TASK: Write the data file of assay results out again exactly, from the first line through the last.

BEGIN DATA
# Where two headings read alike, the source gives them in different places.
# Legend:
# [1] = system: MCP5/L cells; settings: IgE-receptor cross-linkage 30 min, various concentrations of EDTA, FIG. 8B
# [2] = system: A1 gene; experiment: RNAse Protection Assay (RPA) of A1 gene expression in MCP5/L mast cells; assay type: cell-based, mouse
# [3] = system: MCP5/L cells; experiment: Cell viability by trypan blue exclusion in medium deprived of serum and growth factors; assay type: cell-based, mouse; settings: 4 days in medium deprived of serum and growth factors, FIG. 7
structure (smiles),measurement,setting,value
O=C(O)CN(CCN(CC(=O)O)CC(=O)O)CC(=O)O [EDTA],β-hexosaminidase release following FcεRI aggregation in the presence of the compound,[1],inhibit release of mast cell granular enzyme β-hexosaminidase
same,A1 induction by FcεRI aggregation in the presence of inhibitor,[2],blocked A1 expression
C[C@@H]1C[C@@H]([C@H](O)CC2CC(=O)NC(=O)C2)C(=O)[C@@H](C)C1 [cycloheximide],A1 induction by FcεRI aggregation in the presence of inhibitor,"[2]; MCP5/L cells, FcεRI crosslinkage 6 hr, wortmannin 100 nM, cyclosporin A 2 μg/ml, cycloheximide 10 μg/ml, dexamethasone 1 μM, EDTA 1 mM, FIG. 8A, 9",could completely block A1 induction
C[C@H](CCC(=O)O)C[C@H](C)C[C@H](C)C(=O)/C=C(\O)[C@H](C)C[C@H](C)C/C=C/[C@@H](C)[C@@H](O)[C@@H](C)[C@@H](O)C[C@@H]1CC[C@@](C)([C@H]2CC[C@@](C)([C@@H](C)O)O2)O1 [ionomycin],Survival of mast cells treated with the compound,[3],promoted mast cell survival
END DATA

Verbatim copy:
# Where two headings read alike, the source gives them in different places.
# Legend:
# [1] = system: MCP5/L cells; settings: IgE-receptor cross-linkage 30 min, various concentrations of EDTA, FIG. 8B
# [2] = system: A1 gene; experiment: RNAse Protection Assay (RPA) of A1 gene expression in MCP5/L mast cells; assay type: cell-based, mouse
# [3] = system: MCP5/L cells; experiment: Cell viability by trypan blue exclusion in medium deprived of serum and growth factors; assay type: cell-based, mouse; settings: 4 days in medium deprived of serum and growth factors, FIG. 7
structure (smiles),measurement,setting,value
O=C(O)CN(CCN(CC(=O)O)CC(=O)O)CC(=O)O [EDTA],β-hexosaminidase release following FcεRI aggregation in the presence of the compound,[1],inhibit release of mast cell granular enzyme β-hexosaminidase
same,A1 induction by FcεRI aggregation in the presence of inhibitor,[2],blocked A1 expression
C[C@@H]1C[C@@H]([C@H](O)CC2CC(=O)NC(=O)C2)C(=O)[C@@H](C)C1 [cycloheximide],A1 induction by FcεRI aggregation in the presence of inhibitor,"[2]; MCP5/L cells, FcεRI crosslinkage 6 hr, wortmannin 100 nM, cyclosporin A 2 μg/ml, cycloheximide 10 μg/ml, dexamethasone 1 μM, EDTA 1 mM, FIG. 8A, 9",could completely block A1 induction
C[C@H](CCC(=O)O)C[C@H](C)C[C@H](C)C(=O)/C=C(\O)[C@H](C)C[C@H](C)C/C=C/[C@@H](C)[C@@H](O)[C@@H](C)[C@@H](O)C[C@@H]1CC[C@@](C)([C@H]2CC[C@@](C)([C@@H](C)O)O2)O1 [ionomycin],Survival of mast cells treated with the compound,[3],promoted mast cell survival